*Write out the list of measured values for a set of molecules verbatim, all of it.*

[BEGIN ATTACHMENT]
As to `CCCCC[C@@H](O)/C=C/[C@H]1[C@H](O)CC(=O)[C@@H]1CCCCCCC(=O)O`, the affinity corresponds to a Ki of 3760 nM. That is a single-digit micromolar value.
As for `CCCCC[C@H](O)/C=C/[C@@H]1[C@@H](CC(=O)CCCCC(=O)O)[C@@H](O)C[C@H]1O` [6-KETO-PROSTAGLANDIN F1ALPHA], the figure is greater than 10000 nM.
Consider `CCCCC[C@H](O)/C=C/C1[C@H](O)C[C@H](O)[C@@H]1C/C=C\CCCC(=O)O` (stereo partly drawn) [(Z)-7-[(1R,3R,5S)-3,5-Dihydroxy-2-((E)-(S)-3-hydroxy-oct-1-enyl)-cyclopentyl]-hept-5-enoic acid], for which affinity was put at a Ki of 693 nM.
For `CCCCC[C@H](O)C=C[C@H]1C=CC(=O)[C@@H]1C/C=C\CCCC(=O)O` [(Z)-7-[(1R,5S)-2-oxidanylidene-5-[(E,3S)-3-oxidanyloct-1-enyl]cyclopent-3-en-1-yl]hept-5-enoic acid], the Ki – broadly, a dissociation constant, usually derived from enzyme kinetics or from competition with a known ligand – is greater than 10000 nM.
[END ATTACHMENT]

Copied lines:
As to `CCCCC[C@@H](O)/C=C/[C@H]1[C@H](O)CC(=O)[C@@H]1CCCCCCC(=O)O`, the affinity corresponds to a Ki of 3760 nM. That is a single-digit micromolar value.
As for `CCCCC[C@H](O)/C=C/[C@@H]1[C@@H](CC(=O)CCCCC(=O)O)[C@@H](O)C[C@H]1O` [6-KETO-PROSTAGLANDIN F1ALPHA], the figure is greater than 10000 nM.
Consider `CCCCC[C@H](O)/C=C/C1[C@H](O)C[C@H](O)[C@@H]1C/C=C\CCCC(=O)O` (stereo partly drawn) [(Z)-7-[(1R,3R,5S)-3,5-Dihydroxy-2-((E)-(S)-3-hydroxy-oct-1-enyl)-cyclopentyl]-hept-5-enoic acid], for which affinity was put at a Ki of 693 nM.
For `CCCCC[C@H](O)C=C[C@H]1C=CC(=O)[C@@H]1C/C=C\CCCC(=O)O` [(Z)-7-[(1R,5S)-2-oxidanylidene-5-[(E,3S)-3-oxidanyloct-1-enyl]cyclopent-3-en-1-yl]hept-5-enoic acid], the Ki – broadly, a dissociation constant, usually derived from enzyme kinetics or from competition with a known ligand – is greater than 10000 nM.